Effects of goal-directed crystalloid vs. colloid fluid therapy on microcirculation during free flap surgery: A randomised clinical trial

Ildikó László, Ágnes Janovszky, András Lovas, Viktória Vargán, Nándor Öveges, Tamás Tánczos, András Mikor, Domonkos Trásy, Zoltán Lóderer, József Piffkó, Andrea Szabó, Z. Molnár

Research output: Article

Abstract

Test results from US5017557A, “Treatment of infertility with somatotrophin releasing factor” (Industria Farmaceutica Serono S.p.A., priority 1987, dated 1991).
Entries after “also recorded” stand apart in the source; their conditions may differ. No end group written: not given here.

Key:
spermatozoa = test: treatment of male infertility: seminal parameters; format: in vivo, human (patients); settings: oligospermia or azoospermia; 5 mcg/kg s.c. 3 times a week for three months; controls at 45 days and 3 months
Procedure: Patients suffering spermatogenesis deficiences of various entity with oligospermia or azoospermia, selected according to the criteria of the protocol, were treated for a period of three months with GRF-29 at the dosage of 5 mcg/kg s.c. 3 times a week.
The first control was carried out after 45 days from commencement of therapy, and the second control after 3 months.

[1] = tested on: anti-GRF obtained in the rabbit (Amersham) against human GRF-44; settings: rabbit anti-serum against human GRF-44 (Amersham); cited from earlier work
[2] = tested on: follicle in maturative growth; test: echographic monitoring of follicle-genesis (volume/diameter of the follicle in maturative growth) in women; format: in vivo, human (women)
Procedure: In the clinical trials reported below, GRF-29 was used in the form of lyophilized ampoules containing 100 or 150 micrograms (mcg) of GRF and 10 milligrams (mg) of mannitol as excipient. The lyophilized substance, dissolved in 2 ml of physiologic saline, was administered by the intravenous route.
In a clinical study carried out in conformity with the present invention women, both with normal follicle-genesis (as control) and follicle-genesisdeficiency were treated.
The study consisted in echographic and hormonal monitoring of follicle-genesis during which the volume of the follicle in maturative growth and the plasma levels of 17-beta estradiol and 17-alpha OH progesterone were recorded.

BACKGROUNDMacro, and microcirculatory effects of crystalloids and colloids are difficult to compare, because interventions to achieve haemodynamic stability seldom follow similar criteria.OBJECTIVESOur aim was to compare the effects of crystalloids and colloids on the microcirculation during free flap surgery when management was guided by detailed haemodynamic assessment.DESIGNA randomised, controlled clinical trial.SETTINGSThe investigation was performed at the University of Szeged, Hungary.PATIENTSPatients undergoing maxillofacial tumour resection and free flap reconstruction were randomised into groups treated with either intra-operative crystalloid (Ringerfundin, n = 15) or colloid (6% hydroxyethyl starch, HES, n = 15) solutions.INTERVENTIONSMacrohaemodynamics were monitored by a noncalibrated device (PulsioFlex-PULSION). Central venous oxygen saturation, venous-to-arterial PCO2-gap, lactate levels and urine output were measured hourly. Maintenance fluid was Ringerfundin (1 ml kg-1 h-1), and a multimodal, individualised, approach-based algorithm was applied to guide haemodynamic support. Hypovolaemia was treated with Ringerfundin or HES fluid boluses, respectively. The microcirculatory effects were assessed by laser-Doppler flowmetry (PeriFlux 5000 LDPM), with the probe placed on the flap and on a control area. Measurements were performed after the flap was prepared, then 1 and 12 h later.MAIN OUTCOME MEASURESThe primary end-point was microcirculatory perfusion as determined by laser-Doppler flowmetry.RESULTSThere was no difference between the groups regarding patient characteristics. Both groups remained haemodynamically stable throughout due to the use of approximately a 1.5 times higher total fluid volume in the Ringerfundin group than in the HES group: mean ± SD: 2581 ± 986 and 1803 ± 497) ml, respectively, (P = 0.011). There was no significant difference in the microcirculatory blood flow between the groups.CONCLUSIONOur results showed that when fluid management was guided by detailed haemodynamic assessment, more crystalloid than colloid was needed to maintain haemodynamic stability, but there was no difference between the effects of crystalloids and colloids on the microcirculation.TRIAL REGISTRATIONClinicalTrials.gov NCT03288051.